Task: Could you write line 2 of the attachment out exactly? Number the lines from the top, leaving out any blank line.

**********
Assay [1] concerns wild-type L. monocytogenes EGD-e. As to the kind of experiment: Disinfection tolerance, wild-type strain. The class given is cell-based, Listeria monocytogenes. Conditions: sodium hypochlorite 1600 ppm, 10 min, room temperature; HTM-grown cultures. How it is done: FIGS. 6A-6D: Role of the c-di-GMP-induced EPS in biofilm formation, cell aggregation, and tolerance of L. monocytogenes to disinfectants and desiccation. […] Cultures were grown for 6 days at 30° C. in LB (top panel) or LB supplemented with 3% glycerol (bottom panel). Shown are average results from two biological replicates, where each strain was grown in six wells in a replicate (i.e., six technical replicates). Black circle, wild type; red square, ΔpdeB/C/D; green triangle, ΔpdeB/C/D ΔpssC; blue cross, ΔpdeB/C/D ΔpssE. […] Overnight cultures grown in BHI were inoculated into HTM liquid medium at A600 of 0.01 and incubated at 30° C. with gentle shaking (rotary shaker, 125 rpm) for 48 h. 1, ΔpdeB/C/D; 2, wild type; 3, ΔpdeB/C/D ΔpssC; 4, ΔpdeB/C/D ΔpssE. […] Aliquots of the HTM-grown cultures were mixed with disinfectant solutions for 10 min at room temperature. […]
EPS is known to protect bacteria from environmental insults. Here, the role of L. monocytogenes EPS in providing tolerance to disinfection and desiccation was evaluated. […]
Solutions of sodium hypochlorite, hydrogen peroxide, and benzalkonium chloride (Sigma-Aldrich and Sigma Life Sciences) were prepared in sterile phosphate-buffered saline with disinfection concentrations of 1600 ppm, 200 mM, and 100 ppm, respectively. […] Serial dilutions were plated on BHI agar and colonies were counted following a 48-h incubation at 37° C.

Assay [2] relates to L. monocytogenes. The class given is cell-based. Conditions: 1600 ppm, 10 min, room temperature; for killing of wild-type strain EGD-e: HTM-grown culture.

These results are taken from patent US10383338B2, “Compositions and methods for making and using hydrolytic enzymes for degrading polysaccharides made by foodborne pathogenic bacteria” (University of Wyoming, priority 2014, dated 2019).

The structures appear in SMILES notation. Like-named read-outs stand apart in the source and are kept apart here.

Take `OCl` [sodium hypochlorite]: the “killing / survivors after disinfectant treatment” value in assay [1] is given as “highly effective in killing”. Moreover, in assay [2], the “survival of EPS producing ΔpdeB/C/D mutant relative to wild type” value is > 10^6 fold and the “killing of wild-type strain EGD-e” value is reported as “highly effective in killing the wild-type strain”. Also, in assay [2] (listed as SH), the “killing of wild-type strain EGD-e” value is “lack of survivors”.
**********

EPS is known to protect bacteria from environmental insults. Here, the role of L. monocytogenes EPS in providing tolerance to disinfection and desiccation was evaluated. […]